Mocking Apollo is such a useful feature that it’s misused. I suggest you to start using it as soon as possible since it has too many benefits that you will notice when using them.
I think this tweet that was the reason for this post summarizes it very nicely:
So, let’s go ahead with a working application showing how mocks works!
A working application can be found here if you want to skip the steps and see the final code: https://github.com/giovannibenussi/apollo-mocks-example
Setting up our application 🚀
We will create our app using create-react-app:
npx create-react-app apollo-mocks-example
As the Apollo’s Get started page suggest, you need to add the following dependencies to start using Apollo with React:
yarn add apollo-boost @apollo/react-hooks graphql
We will replace all the code inside
src/App.js for the following one:
And start the app with
yarn start. Now visit http://localhost:3000/ and you should see the following in the browser:
Now we’ll set up Apollo on `src/App.js`. In the code below, we set up a `client` variable that contains the configuration that Apollo will use to connect to our GraphQL endpoint (in this case, it is located in the URL https://48p1r2roz4.sse.codesandbox.io).
Having now a
client, we will provide it to every child component by adding an
Save and you should see this now:
Next, we’ll create a component that will perform a query
rates and will display a list of currencies and their associated rates. Add the following
ExchangeRates component to
And then add it to
Our application now looks like this:
Mocking a new field ✨
Now that we have everything set up, it’s time to start mocking a new field! We will add a new field
name that will return the currency’s full name. Unfortunately, this is not currently implemented in the backend, so just add the field to our query will not work. To solve this, Apollo client provides us a great way to mock this field until it is ready on the backend.
First, we’ll extend our GraphQL API specifying that our
ExchangeRate GraphQL type has a field called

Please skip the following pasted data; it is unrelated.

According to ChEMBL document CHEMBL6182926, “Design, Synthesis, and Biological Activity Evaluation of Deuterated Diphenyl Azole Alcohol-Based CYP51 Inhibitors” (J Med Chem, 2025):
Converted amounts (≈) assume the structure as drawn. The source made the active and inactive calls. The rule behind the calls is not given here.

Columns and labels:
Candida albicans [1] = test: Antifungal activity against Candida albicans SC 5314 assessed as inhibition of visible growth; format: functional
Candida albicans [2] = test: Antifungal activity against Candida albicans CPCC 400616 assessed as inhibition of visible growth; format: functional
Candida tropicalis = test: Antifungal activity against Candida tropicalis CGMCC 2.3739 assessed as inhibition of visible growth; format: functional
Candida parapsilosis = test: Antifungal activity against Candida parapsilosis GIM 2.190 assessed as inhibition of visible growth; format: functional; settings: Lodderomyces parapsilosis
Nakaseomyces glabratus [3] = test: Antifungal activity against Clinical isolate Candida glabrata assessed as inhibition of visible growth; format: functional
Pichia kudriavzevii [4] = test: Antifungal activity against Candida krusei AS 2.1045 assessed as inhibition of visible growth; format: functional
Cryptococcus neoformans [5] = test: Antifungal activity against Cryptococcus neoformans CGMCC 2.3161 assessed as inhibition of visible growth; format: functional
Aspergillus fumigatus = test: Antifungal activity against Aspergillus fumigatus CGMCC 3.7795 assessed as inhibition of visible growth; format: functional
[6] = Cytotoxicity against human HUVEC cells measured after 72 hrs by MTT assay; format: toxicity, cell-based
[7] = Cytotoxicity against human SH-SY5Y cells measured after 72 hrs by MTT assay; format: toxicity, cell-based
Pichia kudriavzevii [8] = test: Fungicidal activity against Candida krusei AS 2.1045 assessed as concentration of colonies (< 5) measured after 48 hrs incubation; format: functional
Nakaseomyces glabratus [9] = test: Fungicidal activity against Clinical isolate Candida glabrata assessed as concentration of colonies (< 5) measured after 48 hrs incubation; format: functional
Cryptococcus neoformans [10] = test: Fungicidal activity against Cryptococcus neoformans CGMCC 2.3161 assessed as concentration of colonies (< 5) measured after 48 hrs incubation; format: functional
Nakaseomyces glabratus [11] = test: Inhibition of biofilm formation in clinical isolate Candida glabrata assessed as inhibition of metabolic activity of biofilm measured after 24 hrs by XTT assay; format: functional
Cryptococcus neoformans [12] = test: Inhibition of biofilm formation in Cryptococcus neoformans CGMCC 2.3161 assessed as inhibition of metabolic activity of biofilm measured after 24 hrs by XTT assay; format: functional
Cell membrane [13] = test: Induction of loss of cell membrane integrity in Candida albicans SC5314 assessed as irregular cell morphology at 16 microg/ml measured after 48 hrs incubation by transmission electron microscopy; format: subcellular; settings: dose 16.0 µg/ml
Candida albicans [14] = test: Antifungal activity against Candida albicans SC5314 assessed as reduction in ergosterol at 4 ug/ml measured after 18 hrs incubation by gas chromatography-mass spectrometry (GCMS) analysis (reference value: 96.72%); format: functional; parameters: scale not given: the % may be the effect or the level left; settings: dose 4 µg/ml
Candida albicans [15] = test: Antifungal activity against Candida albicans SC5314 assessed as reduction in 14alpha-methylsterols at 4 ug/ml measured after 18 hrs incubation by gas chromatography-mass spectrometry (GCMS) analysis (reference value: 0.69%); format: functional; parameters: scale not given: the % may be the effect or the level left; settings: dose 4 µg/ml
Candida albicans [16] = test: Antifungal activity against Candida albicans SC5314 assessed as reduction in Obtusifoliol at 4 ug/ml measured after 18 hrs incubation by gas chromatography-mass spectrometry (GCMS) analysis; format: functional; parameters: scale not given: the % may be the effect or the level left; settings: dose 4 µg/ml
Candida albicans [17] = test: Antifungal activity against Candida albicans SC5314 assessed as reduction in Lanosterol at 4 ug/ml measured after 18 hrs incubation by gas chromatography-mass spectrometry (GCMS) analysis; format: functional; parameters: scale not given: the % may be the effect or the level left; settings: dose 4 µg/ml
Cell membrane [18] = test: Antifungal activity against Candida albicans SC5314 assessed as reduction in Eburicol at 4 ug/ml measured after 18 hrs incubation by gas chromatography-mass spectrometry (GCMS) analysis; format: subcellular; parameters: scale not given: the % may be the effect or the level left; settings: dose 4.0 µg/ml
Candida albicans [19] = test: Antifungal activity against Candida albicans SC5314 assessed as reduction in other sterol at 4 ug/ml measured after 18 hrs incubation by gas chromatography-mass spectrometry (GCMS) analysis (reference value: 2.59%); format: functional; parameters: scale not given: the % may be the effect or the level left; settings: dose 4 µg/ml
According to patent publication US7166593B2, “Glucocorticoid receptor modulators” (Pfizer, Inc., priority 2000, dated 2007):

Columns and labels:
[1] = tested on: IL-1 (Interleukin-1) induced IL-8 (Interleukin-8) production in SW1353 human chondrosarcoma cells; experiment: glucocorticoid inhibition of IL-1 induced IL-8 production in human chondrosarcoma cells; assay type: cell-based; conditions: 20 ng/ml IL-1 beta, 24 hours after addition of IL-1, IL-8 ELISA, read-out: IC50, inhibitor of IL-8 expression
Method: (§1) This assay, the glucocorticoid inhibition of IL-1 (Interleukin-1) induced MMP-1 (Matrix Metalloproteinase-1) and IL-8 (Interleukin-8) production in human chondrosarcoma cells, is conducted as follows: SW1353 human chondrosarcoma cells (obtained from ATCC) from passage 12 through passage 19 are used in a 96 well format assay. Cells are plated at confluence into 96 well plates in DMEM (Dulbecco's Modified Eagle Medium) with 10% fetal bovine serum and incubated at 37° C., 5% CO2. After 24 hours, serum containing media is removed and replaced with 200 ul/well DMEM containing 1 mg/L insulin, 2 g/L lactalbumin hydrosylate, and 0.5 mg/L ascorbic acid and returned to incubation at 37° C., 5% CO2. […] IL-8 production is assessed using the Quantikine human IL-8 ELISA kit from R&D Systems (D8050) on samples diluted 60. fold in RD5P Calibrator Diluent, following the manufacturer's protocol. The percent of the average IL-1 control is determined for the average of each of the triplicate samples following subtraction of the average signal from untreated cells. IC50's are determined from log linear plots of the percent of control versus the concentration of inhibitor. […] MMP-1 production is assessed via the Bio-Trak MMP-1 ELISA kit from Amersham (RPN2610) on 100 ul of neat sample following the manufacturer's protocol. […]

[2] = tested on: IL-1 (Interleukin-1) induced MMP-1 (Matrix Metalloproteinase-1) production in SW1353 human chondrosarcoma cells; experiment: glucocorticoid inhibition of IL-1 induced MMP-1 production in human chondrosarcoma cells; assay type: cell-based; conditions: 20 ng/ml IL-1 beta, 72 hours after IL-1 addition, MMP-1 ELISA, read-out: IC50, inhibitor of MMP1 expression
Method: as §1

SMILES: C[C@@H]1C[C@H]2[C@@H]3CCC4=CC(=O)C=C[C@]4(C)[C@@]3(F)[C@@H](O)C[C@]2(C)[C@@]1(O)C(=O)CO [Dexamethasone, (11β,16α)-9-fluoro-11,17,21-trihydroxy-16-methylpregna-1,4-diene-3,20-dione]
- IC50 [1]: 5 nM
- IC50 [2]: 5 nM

Next, we defined a resolver for our new field. This is the value that our query will return:
In the code above we specify that the name field will return always ‘This is a custom name!’.
Finally, we’ll pass both the
resolvers to our Apollo client:
src/App.js file now should look like this:
Now we just need to query our new field in our
We need to start by adding the
name field to our query and specify that it’s going to be resolved client-side:
And we will show this new
name field instead of
Finally, we will remove the currency field from the query since it’s not being used anymore:
Our app now looks like this:
Adding dynamic data to our mocks 🎨
To make our view more realistic, we’ll add dynamic data using the faker package. First, we will add it to our development dependencies:
yarn add -D faker
Now we will just use a convenient
currencyName provided by
Now our app looks like this:
Now we have our mock fully configured! 🎉 At this point, you should be able to style your app, show it to someone else, or whatever you want!
Removing our client-side resolver when the backend is ready
When the backend implements the
name field, you just need to remove the
Also, remove the
resolvers definitions so our app looks as in the beginning:
And now our application is completely integrated with the backend:
As you learn, mocking a new field using Apollo is not as hard as it may sound at first. It enables you to work truly in parallel with backend developers as well as test out ideas pretty quickly before they are implemented on the backend. I hope that this resource has been a good source of learning for you!